Welcome to the Clubs

I was fortunate as a child: I knew what I wanted to do for the rest of my life. It wasn’t anything that anyone would consider noteworthy. Some might have found it interesting. I think my parents, family, and teachers (all to some degree) found it horrifying. I wanted to tell stories. I didn’t care how I did it: single-finger pecking on a typewriter, verbal on a porch, behind a small, homemade puppet stage, with an 8mm camera with no sound, on a stage with live actors. It didn’t matter if I was the writer, the actor, the director, the producer. All that mattered was a good story. I’ve made a great living at it, but that wasn’t the best part. This is.

People love belonging. While it is basic and instinctive in all of us, I found the intellectual understanding of the need to belong by accident simply by loving stories. In school, sports, gangs, and clubs constitute our grouping. In college, young people are willing to do all sorts of things to belong to a certain organization. Out of school, trade associations and certain clubs are a must-have. But for a person who loves stories, life is so much more simple and uncomplicated. And there is no hazing to get in.

I subscribe to Groucho Marx’s philosophy that I don’t really want to belong to any club or organization that will have me. I sort of feel they’ve made their standards a bit too low. But three clubs excite me: writers, readers and audiences, and teachers.

As an academic, I’ve gotten all the degrees I can get in my discipline. Did it help me understand literature better? Not sure. I think there may be a better club for that. Did it make me a better writer? Not sure. I think there’s another club for that one, too. Did it make me love stories more? There’s a question that it might have tried to threaten that one. But what it did do was allow me, and other teachers of literature and creative writing, to have the opportunity to share our love with others, to inspire others to love words, emotions, and logical arguments as much as we do. If you have something to say, I encourage you to join it. You don’t need a Ph.D. or an M.F.A., but if you have the passion, share it with others. There are so many opportunities in your community. I’ve worked as a professor, a curriculum designer, and a writer-in-residence, but I can say that some of my most gratifying moments were volunteering to help illiterate adults learn to read. Nothing, nothing, could quell my joy at their self-discovery and mastery. If you have that calling, you don’t need a university. Find someone to share or volunteer your passion with. These people, and these organizations, are everywhere. And they need you.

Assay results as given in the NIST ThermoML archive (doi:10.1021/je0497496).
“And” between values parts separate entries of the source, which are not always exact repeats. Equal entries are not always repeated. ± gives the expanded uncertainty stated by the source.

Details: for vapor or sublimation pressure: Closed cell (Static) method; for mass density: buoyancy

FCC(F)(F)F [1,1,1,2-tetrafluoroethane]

Writers are an interesting group and I love being in their club. I’m thankful that they’ll have me. I could not be more fortunate than to be able to meld my private love of story, my passion, with my profession, especially when the profession has provided me with a lifestyle far beyond anything that I could have ever thought possible as a child. What could be greater than that? To wake up every morning and do what you love? To be able to do that and have necessities met? That’s already dying and going to heaven. True writers are motivated by stories. We don’t need money or fame. We need to be able to tell a story, and we need someone willing to listen. It is simplicity at it’s finest. It is joy. It takes discipline, but if this is your passion, it won’t feel like work. Follow it. Allow yourself the time to explore it. Demand that others allow you your pleasure.

To be in the club of readers, all you have to do is pick up a book, any book, start reading. and you belong. What drove me to the other two clubs above was this one, and I joined it at a really early age, thanks to my mom. “Have you read…?” is one of my favorite phrases coming out of another person’s mouth. Read. Encourage those around you to read. If you have children, for heaven’s sake, read to them until they can read themselves. And then when they go to school, make sure you emphasize that they need to keep reading what they love because if you don’t, less-enlightened teachers and the academic, standardized STEM world will take away the love that they once knew. Pretentiousness has no place for a writer, reader, or teacher. Classics, avant-garde, commercial, bestselling, they are all nothing more than words on a page. It’s what they bring to you. Reading is not drudgery. Reading is where all of us go. It is dancing, if you are a member of any of these clubs, with them what brung you.

Join these clubs. All three if you can. You’ll never be alone. You’ll always be stretched. And you’ll find that, if you pick up that book tonight and read just two pages, tomorrow morning you’ll never be the same again. It’s a perfect way to watch your life change before your eyes.

Clay Stafford is a proud to be a club member.